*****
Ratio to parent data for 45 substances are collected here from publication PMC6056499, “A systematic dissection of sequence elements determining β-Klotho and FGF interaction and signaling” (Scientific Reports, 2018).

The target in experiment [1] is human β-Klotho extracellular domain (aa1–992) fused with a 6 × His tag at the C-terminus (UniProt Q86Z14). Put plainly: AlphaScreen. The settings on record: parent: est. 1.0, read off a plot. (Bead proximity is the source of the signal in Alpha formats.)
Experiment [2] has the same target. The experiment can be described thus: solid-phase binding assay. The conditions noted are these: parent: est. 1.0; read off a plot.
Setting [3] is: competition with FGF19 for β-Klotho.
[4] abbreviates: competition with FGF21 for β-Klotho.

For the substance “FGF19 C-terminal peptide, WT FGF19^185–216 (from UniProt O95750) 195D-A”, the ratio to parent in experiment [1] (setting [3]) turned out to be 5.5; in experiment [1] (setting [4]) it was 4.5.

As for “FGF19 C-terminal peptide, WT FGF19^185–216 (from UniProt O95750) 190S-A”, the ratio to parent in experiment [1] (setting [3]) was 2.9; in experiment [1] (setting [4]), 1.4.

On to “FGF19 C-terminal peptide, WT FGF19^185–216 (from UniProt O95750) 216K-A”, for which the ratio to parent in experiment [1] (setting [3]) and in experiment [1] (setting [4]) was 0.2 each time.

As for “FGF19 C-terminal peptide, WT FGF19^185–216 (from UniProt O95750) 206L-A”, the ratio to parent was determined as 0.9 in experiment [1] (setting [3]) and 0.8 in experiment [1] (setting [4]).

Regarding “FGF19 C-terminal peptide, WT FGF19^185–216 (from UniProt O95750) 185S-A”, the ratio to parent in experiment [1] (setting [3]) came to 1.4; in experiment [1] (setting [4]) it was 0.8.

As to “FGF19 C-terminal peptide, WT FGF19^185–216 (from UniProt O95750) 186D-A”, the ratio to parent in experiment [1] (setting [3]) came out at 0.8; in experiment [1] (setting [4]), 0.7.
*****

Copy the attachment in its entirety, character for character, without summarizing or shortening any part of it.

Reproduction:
Ratio to parent data for 45 substances are collected here from publication PMC6056499, “A systematic dissection of sequence elements determining β-Klotho and FGF interaction and signaling” (Scientific Reports, 2018).

The target in experiment [1] is human β-Klotho extracellular domain (aa1–992) fused with a 6 × His tag at the C-terminus (UniProt Q86Z14). Put plainly: AlphaScreen. The settings on record: parent: est. 1.0, read off a plot. (Bead proximity is the source of the signal in Alpha formats.)
Experiment [2] has the same target. The experiment can be described thus: solid-phase binding assay. The conditions noted are these: parent: est. 1.0; read off a plot.
Setting [3] is: competition with FGF19 for β-Klotho.
[4] abbreviates: competition with FGF21 for β-Klotho.

For the substance “FGF19 C-terminal peptide, WT FGF19^185–216 (from UniProt O95750) 195D-A”, the ratio to parent in experiment [1] (setting [3]) turned out to be 5.5; in experiment [1] (setting [4]) it was 4.5.

As for “FGF19 C-terminal peptide, WT FGF19^185–216 (from UniProt O95750) 190S-A”, the ratio to parent in experiment [1] (setting [3]) was 2.9; in experiment [1] (setting [4]), 1.4.

On to “FGF19 C-terminal peptide, WT FGF19^185–216 (from UniProt O95750) 216K-A”, for which the ratio to parent in experiment [1] (setting [3]) and in experiment [1] (setting [4]) was 0.2 each time.

As for “FGF19 C-terminal peptide, WT FGF19^185–216 (from UniProt O95750) 206L-A”, the ratio to parent was determined as 0.9 in experiment [1] (setting [3]) and 0.8 in experiment [1] (setting [4]).

Regarding “FGF19 C-terminal peptide, WT FGF19^185–216 (from UniProt O95750) 185S-A”, the ratio to parent in experiment [1] (setting [3]) came to 1.4; in experiment [1] (setting [4]) it was 0.8.

As to “FGF19 C-terminal peptide, WT FGF19^185–216 (from UniProt O95750) 186D-A”, the ratio to parent in experiment [1] (setting [3]) came out at 0.8; in experiment [1] (setting [4]), 0.7.